"The boys had so much fun. They really enjoyed making electrical circuits, catapults and the view from the 15th floor," said Cubmaster Peter Bruno.
Susan Sheehan, who schedules the scouting events, said the Lederman Science Education Center has offered the opportunity to scouting troops for more than five years. She said that the scientist badge is more popular -- packs visit the lab for that badge every week, and about once a month for the engineering badge.
-- Rhianna Wisniewski
Open Science Grid: Living up to the Name
A neutrino event recorded by the MiniBooNE experiment. The ring of light, registered by some of more than one thousand light sensors inside the detector, indicates the collision of a muon neutrino with an atomic nucleus.
The Open Science Grid, supported by the U.S. Department of Energy's Office of Science and the National Science Foundation, works hard to live up to its name: OSG is a grass roots consortium open to all scientific communities, accommodating to all resource providers, open to new technologies and to integration and interoperability with other grids. OSG supports science and research-especially collaborative science requiring high throughput computing. OSG enables the sharing of distributed computing and storage resources by connecting them into a common grid infrastructure over production and research networks via a common set of middleware.
April 17, 2007:
U.S. losing its lead in a vital branch of physics
WASHINGTON - The United States is losing its lead in high-energy physics, a field of science it's dominated since the 1930s.
Scientists say Europe is now in the vanguard of a worldwide search to discover the deepest secrets that Mother Nature hides in bits and pieces of atoms.
At least 15 years, probably more, will pass before American physicists lead the pack again.
Particle physics, as the field is called, lies at the heart of all modern science. Particle researchers explore the nature of space and time, matter and energy, the basic building blocks of the universe.
Focusing on the Top Quark
The Matrix Element analysis method allows the measurement of the most likely top-quark mass. This figure shows the likelihood as a function of top-quark mass for the electron plus jets selection (red dots). A similar analysis is performed for the muon plus jets selection (blue squares), thus improving the precision of the mass measurement.
The Tevatron stands as the only place in the world to study top quarks. Over the past ten years, enormous effort has gone into measuring the top quark's mass. Because it's so heavy (roughly twice the mass of W and Z bosons), the top quark can tell us much about how matter behaves and how the universe has evolved.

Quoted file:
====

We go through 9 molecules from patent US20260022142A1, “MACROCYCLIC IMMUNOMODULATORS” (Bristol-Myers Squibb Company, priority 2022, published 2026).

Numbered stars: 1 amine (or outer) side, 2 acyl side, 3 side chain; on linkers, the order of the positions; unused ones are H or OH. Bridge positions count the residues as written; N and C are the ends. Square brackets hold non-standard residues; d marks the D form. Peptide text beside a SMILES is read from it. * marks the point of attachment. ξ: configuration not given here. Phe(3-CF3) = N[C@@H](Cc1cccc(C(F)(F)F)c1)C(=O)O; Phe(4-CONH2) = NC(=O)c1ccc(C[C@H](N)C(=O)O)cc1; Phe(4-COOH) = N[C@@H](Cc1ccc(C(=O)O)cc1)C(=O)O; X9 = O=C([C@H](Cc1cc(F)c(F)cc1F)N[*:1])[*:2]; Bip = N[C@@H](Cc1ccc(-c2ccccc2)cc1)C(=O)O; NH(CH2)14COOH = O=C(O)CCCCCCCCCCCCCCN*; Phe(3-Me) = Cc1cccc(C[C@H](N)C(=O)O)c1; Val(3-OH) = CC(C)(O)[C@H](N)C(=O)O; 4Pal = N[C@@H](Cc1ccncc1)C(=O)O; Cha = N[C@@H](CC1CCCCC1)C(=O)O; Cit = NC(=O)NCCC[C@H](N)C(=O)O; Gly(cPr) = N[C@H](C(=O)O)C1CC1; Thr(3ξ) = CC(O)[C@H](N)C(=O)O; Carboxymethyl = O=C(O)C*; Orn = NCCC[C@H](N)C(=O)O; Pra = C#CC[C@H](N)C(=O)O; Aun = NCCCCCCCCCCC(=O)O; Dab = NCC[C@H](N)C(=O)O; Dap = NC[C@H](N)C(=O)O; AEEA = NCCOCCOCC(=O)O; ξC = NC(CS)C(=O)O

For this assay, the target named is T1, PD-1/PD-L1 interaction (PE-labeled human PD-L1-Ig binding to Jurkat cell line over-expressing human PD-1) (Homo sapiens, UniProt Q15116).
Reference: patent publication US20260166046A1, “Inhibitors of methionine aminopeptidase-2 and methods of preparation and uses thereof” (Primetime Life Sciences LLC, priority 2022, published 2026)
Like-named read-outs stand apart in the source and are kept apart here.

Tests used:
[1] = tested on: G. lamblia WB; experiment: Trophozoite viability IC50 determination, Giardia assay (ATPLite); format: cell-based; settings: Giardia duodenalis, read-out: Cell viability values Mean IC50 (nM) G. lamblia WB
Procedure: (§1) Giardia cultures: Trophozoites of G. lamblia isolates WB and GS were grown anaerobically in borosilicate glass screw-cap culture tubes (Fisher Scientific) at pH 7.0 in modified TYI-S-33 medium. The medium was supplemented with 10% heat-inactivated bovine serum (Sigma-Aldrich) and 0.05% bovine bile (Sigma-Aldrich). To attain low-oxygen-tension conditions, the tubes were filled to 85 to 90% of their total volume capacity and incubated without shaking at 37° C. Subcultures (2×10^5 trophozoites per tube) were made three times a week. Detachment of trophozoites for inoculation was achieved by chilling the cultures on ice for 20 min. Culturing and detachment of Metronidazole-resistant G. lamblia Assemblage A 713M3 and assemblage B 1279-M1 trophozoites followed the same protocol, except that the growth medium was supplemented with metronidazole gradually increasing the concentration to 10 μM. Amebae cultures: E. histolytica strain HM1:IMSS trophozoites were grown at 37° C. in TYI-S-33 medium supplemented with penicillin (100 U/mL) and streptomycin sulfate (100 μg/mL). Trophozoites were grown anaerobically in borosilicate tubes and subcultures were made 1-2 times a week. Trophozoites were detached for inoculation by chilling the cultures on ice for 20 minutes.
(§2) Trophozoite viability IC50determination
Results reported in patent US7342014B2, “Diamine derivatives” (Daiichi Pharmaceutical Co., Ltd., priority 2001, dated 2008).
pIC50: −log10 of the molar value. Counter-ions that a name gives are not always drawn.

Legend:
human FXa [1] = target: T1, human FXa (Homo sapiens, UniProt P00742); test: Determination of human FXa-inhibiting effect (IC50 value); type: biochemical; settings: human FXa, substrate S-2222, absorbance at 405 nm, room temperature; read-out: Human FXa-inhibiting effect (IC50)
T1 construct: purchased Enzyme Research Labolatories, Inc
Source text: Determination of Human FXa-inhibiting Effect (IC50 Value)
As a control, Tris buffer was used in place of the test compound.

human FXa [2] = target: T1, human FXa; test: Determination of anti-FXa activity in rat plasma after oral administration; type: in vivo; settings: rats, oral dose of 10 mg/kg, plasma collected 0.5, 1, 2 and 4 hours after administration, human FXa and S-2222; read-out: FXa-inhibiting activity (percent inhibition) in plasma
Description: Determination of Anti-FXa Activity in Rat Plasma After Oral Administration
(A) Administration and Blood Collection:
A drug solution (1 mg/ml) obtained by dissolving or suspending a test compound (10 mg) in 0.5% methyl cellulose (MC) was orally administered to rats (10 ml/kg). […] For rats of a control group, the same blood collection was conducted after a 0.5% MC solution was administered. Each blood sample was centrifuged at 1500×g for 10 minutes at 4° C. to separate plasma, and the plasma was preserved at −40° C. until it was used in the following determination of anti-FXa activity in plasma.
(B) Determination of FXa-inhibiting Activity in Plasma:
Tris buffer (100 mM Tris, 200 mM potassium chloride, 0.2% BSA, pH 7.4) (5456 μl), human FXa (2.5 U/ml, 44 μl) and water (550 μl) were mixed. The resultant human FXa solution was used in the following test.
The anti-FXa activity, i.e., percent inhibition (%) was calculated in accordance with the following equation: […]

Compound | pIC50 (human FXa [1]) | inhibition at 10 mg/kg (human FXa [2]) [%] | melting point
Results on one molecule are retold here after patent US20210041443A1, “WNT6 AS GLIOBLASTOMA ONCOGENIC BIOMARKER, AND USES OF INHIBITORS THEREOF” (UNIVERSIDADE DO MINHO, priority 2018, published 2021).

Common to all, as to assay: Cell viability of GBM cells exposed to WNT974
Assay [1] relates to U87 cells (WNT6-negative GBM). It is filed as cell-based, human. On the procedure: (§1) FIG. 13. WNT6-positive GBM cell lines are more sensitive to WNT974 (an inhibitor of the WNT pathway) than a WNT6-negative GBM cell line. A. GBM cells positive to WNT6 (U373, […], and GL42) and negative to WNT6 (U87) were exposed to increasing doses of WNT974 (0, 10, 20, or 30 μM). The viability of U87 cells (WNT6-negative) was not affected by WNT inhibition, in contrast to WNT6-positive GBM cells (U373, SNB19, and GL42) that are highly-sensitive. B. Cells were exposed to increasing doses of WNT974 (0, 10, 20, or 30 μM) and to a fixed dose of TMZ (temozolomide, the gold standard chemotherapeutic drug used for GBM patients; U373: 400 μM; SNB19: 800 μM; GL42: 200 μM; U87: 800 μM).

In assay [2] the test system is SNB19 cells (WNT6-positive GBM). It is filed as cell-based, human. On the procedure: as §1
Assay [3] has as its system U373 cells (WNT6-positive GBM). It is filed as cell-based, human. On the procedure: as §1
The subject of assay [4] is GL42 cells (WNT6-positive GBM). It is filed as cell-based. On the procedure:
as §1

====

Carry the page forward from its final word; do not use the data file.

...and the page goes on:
After so much study, one might ask Tevatron physicists, "Why is measuring the top mass so difficult?" Their resounding answer would be, "Resolution." For example, imagine trying to read a distant road sign through a very dirty windshield. Under such conditions, it might be difficult to resolve what is written on the sign. And if you're not exactly sure where you're going, reading many blurred signs could get you totally lost. One way to improve your focus is to estimate just how much each sign is being blurred and correct the image accordingly. This is exactly what physicists at the DZero experiment do when they measure the top quark mass.
When top quarks are created in Tevatron collisions, they almost immediately decay into a bottom quark and a W boson. Top quarks are generally produced in pairs and the W boson also decays into two more particles, for a total of six particles. With subsequent decays of the b quarks, and a neutrino or two sneaking momentum away from the system, the picture gets fuzzy very quickly! Add a bit of uncertainty on the measurement of all six particles and the exact mass of the top quark looks hopelessly blurred. Scientists in the DZero collaboration improve their ability to resolve the top quark mass by using predictions of the different ways to produce top quark pairs and how they might be blurred. Called the "Matrix Element Method," this technique allows physicists to compare each event to many different possible final states. By varying the hypothesized top quark mass, physicists can determine the most likely mass for their observed top quark decays.